The Terror of Demons, The Solace of the Wretched, The Splendor of Patriarchs and The Protector of the Holy Church are all titles ascribed to St. Joseph in his litany. Although not a single word from St. Joseph is recorded in scripture, by the accounts of Matthew and Luke’s Gospels we know that these names have been bestowed upon him for his humble obedience to God and his fortitude in protecting the Holy Family.

St. Joseph is a true example of authentic masculinity. He is bound by his faith, trusting in God and God’s Angel by not dissolving his marriage with Mary. He is devoted to loving Mary chastely and on her own terms as the Mother of God. He is tender and gentle with the baby Jesus. He is patient in teaching Jesus his earthly trade of carpentry (Mark 6:3 and Matthew 13:54-55).

Can you imagine being tasked to marry the most beautiful woman to ever exist and be required to preserve her perpetual virginity? Can you imagine trusting in God so deeply to not only raise a child that is not yours, but to raise the only begotten Son of God? Can you imagine having to travel far and wide to protect the Holy Family from the ruler of the land? St. Joseph is the only man in history, by the power of God’s grace to obediently and silently carry out these tasks.

Thusly, St. Joseph’s example of a fierce protector, a masculine father and a chaste spouse make clear that veneration and imitation of  him is urgently necessary in the culture of today. Entrenched in a society hailing the pursuit of lust as virtuous and propagating perilous evils such as sexual license, fatherlessness and pornography, the powerful intercession of Jesus’ earthly foster father should be sought expediently, especially by men.

When I first received my Prayer Book, I turned to the Powerful Prayers section and found the following words.

“An Ancient Prayer to St. Joseph;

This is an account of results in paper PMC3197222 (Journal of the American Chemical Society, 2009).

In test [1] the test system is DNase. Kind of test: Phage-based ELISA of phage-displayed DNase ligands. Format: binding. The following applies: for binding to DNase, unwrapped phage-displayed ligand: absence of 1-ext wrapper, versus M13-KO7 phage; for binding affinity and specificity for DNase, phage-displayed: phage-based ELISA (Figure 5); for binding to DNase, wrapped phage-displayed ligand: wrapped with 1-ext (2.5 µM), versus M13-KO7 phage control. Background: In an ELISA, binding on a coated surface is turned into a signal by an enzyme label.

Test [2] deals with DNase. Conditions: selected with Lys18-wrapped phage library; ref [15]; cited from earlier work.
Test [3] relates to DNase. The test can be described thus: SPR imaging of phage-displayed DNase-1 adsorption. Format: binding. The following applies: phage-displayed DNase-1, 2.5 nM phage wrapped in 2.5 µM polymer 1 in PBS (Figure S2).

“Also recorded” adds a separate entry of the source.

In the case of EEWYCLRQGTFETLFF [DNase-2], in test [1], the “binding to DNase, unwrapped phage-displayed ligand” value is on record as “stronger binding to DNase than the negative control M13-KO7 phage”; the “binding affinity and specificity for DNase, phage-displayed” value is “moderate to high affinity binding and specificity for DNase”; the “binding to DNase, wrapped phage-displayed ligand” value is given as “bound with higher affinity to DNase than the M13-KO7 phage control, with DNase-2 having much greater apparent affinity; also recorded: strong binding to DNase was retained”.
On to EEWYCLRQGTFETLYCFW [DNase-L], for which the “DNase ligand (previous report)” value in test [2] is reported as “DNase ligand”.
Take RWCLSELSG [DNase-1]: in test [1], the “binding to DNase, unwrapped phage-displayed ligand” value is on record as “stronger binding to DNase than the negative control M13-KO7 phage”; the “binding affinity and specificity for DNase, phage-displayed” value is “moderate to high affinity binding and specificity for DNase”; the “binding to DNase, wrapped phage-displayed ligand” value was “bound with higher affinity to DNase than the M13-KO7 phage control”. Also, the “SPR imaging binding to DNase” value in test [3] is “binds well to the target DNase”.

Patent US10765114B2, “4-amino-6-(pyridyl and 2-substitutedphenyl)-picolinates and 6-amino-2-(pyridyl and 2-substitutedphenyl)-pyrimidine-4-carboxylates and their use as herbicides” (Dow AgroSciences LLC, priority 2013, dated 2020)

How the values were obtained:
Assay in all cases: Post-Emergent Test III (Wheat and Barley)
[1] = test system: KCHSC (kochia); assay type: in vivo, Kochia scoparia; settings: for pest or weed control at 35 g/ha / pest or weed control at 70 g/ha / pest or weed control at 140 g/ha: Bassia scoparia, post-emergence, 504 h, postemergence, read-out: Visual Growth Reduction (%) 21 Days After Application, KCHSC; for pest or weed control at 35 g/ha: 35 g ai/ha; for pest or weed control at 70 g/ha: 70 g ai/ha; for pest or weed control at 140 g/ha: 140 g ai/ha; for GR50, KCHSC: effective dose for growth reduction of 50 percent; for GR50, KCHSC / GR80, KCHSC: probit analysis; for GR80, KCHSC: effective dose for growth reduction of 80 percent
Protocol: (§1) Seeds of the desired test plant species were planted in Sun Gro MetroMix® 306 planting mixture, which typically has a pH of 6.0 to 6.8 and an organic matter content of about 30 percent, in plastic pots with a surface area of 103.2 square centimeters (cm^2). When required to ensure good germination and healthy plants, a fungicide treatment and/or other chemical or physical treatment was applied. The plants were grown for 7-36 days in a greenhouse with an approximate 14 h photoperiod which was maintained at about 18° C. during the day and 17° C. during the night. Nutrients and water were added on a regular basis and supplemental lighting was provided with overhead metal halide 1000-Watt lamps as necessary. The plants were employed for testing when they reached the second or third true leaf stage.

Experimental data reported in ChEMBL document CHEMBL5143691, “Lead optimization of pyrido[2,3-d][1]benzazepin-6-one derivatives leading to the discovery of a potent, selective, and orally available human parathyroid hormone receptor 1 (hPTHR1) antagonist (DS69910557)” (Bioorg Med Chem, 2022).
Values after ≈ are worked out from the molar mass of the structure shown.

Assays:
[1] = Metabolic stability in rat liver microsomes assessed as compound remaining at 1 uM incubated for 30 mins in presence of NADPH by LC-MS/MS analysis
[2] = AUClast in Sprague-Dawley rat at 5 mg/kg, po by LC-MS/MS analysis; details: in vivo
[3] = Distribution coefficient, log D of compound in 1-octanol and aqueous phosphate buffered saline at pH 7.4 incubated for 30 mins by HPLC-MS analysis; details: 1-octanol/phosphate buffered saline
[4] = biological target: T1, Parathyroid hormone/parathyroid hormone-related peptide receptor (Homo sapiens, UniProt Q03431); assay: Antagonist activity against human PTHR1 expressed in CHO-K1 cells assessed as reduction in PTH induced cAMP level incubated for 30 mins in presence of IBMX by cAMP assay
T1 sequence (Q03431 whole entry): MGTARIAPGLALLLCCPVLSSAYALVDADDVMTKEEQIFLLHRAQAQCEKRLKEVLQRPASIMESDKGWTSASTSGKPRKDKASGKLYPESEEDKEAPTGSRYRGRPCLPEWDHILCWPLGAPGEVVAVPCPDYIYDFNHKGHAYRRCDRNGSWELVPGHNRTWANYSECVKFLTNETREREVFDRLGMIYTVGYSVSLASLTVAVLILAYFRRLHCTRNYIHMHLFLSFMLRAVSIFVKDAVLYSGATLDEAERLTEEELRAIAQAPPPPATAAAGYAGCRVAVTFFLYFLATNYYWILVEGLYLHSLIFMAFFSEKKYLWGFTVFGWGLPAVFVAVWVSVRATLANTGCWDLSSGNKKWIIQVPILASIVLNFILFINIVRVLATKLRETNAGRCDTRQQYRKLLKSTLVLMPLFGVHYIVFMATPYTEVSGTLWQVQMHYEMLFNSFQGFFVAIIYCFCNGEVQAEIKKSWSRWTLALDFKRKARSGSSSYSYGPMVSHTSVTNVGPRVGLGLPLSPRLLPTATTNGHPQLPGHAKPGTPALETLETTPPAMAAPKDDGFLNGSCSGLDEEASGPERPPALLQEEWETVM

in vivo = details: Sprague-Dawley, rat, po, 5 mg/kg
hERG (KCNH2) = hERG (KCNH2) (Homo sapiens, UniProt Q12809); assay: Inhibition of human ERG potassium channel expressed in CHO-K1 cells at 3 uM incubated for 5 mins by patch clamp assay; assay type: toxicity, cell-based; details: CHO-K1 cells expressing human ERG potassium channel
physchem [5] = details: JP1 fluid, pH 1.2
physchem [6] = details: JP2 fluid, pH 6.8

O St. Joseph, whose protection is so great, so strong, so prompt before the throne of God, I place in you all my interest and desires.

O St. Joseph, do assist me by your powerful intercession, and obtain for me from your divine Son all spiritual blessings, through Jesus Christ, our Lord. So that, having engaged here below your heavenly power, I may offer my thanksgiving and homage to the most loving of Fathers.

O St. Joseph, I never weary of contemplating you, and Jesus asleep in your arms; I dare not approach while He reposes near your heart. Press Him close in my name and kiss His fine head for me and ask Him to return the kiss when I draw my dying breath. St. Joseph, patron of departing souls, pray for me.

Amen.”

A powerful prayer indeed. The image of St. Joseph holding the child Jesus is powerful. It illustrates the reverence we seek to have for Christ in our hearts, daring not to approach the baby Jesus lest we wake him from his rest. Again we see the way in which protection of Jesus is entrusted to the powerful St. Joseph, with Jesus asleep peacefully in his arms. The ending supplication brings a chill to my spine every time. “Kiss his fine head for me and ask Him to return the kiss when I draw my dying breath.” Our hearts yearn for the graces of God to overcome hardships and setbacks in our lives. Is it not our ultimate goal to live according to God’s will for us and cooperate as St. Joseph did, with his grace, so that we may be worthy to receive the kiss from Jesus as we pass from this life into the hope of heavenly beatitude?

The closing request, “St. Joseph, patron of departing souls, pray for me” stems from what can be inferred about St. Joseph’s death. St. Joseph is recognized as the Patron of a Happy Death, as he was personally consoled and accompanied by both Jesus and Mary during his departure from this world. Once again, can you imagine being surrounded by Jesus and Mary on your deathbed and not only the tenderness and love, but the magnitude of  heavenly graces bestowed upon you for your humble obedience to God? It is again our hope, and our request to St. Joseph to pray for us on our behalf that we may depart from this world in the imitation of his own pious departure.

This prayer, and the image and example of St. Joseph are strong reminders of what genuine, sanctified masculinity requires of us. To love our families deeply and to protect them. To commit ourselves to right chastity according to our state in life. To deny our love for sensual pleasures and love for self so that we may humbly follow God’s will for us. To protect those who cannot protect themselves. To stand strong in the face of any earthly adversity. To advocate for justice and peace. To grow deeply in our love for God and to grow in virtue every day, glorifying the Lord by our lives.

My hope is that this prayer will find a home in your life, help deepen your relationship with St. Joseph through his foster son, our Lord Jesus Christ and bring about his powerful intercession.

Sanctus Ioseph, Ora Pro Nobis.

Note: Click here to read an article I’ve written about the “words that usually accompany this prayer”.